Episode two of this season’s Black Mirror, ‘Playtest’, sparked the question by many including Tyler Wilde, Executive Editor at PC Gamer, to ask the question, “Is there a line where virtual reality becomes dangerous, and will we stop when we find it?”
I don’t want to be a party pooper, but it appears the VR industry is treating safety as an afterthought rather than addressing it proactively. There is not enough publicly-accessible research in our hands on how VR content definitively affects the brain or body except for the mostly anecdotal comments about cases of nausea and, of course, the spectacle of people falling over wires.
About two years ago, UCLA released research that found our brains do not react to virtual reality in the same way we had thought. “The pattern of activity in a brain region involved in spatial learning in the virtual world is completely different than when it processes activity in the real world,” said Mayank Mehta, the research lead for the study at the UCLA. One of the main takeaways was that these findings should prompt the industry to further investigate and research the effect of VR on neurons.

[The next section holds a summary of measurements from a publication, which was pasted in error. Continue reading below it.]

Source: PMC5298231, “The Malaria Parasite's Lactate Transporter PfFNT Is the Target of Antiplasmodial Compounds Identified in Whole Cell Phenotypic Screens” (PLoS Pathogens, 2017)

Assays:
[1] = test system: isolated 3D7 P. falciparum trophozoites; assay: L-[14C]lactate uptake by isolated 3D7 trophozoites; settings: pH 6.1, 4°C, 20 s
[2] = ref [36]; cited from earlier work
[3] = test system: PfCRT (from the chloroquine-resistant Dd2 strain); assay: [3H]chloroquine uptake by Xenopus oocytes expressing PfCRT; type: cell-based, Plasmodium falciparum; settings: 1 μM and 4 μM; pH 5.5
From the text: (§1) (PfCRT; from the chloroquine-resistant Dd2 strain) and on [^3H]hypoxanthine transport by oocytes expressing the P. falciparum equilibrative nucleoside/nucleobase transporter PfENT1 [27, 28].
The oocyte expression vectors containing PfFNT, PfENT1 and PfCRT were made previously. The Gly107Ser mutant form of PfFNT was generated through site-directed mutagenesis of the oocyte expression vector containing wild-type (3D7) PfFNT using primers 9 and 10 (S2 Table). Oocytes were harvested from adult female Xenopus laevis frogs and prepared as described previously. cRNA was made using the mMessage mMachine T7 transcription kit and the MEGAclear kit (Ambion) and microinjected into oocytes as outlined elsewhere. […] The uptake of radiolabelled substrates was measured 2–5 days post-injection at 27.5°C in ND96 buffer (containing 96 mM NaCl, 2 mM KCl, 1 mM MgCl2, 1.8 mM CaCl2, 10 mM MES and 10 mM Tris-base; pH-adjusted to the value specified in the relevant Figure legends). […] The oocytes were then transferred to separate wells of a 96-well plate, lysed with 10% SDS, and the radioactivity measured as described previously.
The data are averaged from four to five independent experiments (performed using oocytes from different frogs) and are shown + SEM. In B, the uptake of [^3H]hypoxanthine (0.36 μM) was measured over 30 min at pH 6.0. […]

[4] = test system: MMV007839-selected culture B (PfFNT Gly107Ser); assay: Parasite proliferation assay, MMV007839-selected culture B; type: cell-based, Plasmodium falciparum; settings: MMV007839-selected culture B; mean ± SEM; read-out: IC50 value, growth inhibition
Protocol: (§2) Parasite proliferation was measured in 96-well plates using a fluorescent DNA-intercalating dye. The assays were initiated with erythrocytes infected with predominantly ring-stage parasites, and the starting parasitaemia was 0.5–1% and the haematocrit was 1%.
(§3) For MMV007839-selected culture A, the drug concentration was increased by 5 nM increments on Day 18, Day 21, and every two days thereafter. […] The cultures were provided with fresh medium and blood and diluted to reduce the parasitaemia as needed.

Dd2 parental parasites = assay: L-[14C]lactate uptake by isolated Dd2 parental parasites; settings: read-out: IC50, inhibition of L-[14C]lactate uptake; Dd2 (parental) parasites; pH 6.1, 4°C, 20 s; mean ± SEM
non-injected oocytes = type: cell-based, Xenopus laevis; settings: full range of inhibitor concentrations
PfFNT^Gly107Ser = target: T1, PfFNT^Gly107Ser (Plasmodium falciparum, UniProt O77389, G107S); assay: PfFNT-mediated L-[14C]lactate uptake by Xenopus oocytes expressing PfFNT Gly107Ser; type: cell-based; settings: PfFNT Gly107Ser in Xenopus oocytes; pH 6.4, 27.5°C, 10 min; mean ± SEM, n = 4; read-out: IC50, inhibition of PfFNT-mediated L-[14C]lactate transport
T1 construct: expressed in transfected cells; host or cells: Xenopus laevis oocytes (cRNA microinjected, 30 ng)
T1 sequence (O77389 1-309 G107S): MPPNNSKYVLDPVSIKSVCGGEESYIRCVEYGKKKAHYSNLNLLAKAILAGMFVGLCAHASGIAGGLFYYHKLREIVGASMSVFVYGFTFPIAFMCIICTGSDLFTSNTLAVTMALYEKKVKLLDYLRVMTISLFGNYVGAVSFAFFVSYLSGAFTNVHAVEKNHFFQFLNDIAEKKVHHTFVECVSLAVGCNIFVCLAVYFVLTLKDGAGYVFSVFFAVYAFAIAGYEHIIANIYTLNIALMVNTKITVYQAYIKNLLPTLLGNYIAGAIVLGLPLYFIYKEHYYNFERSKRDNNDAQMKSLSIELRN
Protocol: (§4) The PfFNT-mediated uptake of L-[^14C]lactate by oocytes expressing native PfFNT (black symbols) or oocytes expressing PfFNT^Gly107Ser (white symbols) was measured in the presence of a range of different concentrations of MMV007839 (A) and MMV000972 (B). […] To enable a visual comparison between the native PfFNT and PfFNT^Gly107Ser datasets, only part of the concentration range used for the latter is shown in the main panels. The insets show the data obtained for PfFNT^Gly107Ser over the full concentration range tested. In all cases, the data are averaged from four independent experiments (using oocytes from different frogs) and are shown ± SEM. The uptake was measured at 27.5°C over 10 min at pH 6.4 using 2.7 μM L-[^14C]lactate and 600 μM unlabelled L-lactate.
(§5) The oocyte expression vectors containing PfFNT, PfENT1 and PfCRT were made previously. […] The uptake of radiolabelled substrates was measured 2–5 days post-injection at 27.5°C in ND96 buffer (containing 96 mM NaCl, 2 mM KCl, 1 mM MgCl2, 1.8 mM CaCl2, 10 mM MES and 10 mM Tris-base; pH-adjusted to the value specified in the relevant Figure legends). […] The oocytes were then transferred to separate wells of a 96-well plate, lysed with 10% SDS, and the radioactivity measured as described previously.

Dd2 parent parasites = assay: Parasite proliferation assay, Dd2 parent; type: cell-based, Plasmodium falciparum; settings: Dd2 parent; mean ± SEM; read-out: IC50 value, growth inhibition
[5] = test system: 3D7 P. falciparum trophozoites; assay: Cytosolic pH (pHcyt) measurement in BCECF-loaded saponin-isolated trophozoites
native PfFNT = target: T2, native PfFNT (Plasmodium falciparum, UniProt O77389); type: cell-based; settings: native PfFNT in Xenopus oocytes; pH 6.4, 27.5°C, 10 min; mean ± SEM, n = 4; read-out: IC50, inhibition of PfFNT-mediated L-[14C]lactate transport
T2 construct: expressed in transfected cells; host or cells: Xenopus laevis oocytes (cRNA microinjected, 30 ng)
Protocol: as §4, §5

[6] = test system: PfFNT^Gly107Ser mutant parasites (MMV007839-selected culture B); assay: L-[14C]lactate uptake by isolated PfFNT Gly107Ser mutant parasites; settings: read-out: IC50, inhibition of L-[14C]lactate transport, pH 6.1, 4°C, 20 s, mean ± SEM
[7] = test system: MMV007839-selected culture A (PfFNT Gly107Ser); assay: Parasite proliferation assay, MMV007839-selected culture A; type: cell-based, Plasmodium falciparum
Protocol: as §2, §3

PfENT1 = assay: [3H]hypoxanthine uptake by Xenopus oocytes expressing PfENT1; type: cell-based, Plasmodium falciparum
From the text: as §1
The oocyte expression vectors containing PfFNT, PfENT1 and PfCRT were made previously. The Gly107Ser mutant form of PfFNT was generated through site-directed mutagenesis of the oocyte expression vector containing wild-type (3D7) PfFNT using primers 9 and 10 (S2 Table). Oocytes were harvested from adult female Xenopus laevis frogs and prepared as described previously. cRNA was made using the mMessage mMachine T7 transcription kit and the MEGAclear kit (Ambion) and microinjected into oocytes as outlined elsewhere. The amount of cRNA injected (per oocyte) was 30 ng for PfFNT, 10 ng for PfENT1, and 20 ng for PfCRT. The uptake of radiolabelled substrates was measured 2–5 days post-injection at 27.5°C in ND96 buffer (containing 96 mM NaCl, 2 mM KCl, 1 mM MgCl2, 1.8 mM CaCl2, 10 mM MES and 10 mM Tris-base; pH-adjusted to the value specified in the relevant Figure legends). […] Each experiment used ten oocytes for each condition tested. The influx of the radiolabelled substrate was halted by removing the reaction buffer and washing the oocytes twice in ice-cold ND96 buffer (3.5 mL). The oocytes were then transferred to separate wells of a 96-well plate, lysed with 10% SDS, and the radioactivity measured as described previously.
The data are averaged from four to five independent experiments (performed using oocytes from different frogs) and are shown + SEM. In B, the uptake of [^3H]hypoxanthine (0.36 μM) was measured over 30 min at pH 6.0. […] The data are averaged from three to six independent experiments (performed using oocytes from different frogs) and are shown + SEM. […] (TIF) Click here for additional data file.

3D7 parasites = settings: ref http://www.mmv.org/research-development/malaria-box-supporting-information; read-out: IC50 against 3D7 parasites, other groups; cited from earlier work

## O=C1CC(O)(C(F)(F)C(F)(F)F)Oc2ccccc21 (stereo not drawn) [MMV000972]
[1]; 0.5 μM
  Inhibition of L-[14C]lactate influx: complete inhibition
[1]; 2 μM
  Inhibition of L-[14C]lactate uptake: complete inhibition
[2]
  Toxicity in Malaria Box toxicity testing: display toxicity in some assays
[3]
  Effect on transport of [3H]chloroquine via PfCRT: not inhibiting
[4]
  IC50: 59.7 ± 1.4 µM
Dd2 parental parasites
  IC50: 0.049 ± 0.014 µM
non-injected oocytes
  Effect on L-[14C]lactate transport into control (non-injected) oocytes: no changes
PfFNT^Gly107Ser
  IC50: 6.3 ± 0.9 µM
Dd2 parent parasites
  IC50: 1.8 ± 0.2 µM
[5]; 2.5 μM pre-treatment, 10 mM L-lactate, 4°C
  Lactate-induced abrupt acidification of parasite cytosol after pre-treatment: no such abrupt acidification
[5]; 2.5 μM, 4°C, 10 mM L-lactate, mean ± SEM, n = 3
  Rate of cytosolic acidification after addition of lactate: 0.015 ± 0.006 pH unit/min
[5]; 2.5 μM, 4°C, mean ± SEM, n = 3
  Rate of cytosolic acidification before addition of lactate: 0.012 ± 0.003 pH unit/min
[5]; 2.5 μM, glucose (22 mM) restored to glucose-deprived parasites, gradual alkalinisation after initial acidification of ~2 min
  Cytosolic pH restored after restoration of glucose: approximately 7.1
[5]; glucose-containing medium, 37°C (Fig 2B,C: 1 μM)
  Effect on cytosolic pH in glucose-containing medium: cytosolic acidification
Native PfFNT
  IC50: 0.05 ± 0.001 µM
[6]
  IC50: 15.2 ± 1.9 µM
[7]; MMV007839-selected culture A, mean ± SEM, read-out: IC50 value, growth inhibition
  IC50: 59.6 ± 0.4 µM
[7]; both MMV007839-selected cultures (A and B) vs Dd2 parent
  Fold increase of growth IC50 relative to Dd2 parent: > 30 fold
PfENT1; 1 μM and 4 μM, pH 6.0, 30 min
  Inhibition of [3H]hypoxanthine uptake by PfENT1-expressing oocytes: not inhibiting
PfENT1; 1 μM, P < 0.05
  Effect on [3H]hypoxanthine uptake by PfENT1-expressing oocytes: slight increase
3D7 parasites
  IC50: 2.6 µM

Fast forward almost two years, and the Guardian publishes an article on the same topic showing that not much seems to have changed. “We haven’t really yet got to the stage where people have been using virtual reality for prolonged periods of time — over, for example, periods of weeks or months — to identify with any clear certainty any long-term effects of virtual reality.” Sarah Sharples, professor of human factors at the University of Nottingham and president of the Chartered Institute of Ergonomics and Human Factors, told the Guardian. Read More…